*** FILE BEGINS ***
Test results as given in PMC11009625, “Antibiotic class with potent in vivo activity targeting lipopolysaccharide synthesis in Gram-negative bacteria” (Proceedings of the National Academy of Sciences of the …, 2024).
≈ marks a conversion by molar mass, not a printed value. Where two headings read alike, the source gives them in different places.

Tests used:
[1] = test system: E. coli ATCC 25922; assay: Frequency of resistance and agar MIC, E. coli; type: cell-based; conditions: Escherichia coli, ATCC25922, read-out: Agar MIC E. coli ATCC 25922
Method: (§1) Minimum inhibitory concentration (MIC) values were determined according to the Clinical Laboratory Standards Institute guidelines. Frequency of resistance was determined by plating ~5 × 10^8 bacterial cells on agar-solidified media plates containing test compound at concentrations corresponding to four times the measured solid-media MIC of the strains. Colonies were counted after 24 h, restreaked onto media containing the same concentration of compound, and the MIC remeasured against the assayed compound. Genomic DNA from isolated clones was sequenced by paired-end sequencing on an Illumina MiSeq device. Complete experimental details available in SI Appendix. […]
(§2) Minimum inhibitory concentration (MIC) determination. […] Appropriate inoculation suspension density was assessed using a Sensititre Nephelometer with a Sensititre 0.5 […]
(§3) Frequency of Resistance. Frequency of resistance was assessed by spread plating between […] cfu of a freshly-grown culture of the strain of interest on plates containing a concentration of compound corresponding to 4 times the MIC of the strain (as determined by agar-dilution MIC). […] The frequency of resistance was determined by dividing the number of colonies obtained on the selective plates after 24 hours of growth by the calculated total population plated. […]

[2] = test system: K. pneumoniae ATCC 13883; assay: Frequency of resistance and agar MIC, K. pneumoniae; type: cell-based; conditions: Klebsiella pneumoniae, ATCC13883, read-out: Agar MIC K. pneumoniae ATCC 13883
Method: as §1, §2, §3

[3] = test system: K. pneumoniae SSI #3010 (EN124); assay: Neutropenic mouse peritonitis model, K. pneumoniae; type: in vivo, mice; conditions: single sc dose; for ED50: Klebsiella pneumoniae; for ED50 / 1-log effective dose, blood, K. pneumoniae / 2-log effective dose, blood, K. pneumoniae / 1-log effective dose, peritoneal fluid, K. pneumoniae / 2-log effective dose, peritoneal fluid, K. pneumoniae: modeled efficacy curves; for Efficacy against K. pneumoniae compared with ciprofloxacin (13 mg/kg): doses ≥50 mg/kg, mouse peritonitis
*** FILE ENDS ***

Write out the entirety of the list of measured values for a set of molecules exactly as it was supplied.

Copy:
Test results as given in PMC11009625, “Antibiotic class with potent in vivo activity targeting lipopolysaccharide synthesis in Gram-negative bacteria” (Proceedings of the National Academy of Sciences of the …, 2024).
≈ marks a conversion by molar mass, not a printed value. Where two headings read alike, the source gives them in different places.

Tests used:
[1] = test system: E. coli ATCC 25922; assay: Frequency of resistance and agar MIC, E. coli; type: cell-based; conditions: Escherichia coli, ATCC25922, read-out: Agar MIC E. coli ATCC 25922
Method: (§1) Minimum inhibitory concentration (MIC) values were determined according to the Clinical Laboratory Standards Institute guidelines. Frequency of resistance was determined by plating ~5 × 10^8 bacterial cells on agar-solidified media plates containing test compound at concentrations corresponding to four times the measured solid-media MIC of the strains. Colonies were counted after 24 h, restreaked onto media containing the same concentration of compound, and the MIC remeasured against the assayed compound. Genomic DNA from isolated clones was sequenced by paired-end sequencing on an Illumina MiSeq device. Complete experimental details available in SI Appendix. […]
(§2) Minimum inhibitory concentration (MIC) determination. […] Appropriate inoculation suspension density was assessed using a Sensititre Nephelometer with a Sensititre 0.5 […]
(§3) Frequency of Resistance. Frequency of resistance was assessed by spread plating between […] cfu of a freshly-grown culture of the strain of interest on plates containing a concentration of compound corresponding to 4 times the MIC of the strain (as determined by agar-dilution MIC). […] The frequency of resistance was determined by dividing the number of colonies obtained on the selective plates after 24 hours of growth by the calculated total population plated. […]

[2] = test system: K. pneumoniae ATCC 13883; assay: Frequency of resistance and agar MIC, K. pneumoniae; type: cell-based; conditions: Klebsiella pneumoniae, ATCC13883, read-out: Agar MIC K. pneumoniae ATCC 13883
Method: as §1, §2, §3

[3] = test system: K. pneumoniae SSI #3010 (EN124); assay: Neutropenic mouse peritonitis model, K. pneumoniae; type: in vivo, mice; conditions: single sc dose; for ED50: Klebsiella pneumoniae; for ED50 / 1-log effective dose, blood, K. pneumoniae / 2-log effective dose, blood, K. pneumoniae / 1-log effective dose, peritoneal fluid, K. pneumoniae / 2-log effective dose, peritoneal fluid, K. pneumoniae: modeled efficacy curves; for Efficacy against K. pneumoniae compared with ciprofloxacin (13 mg/kg): doses ≥50 mg/kg, mouse peritonitis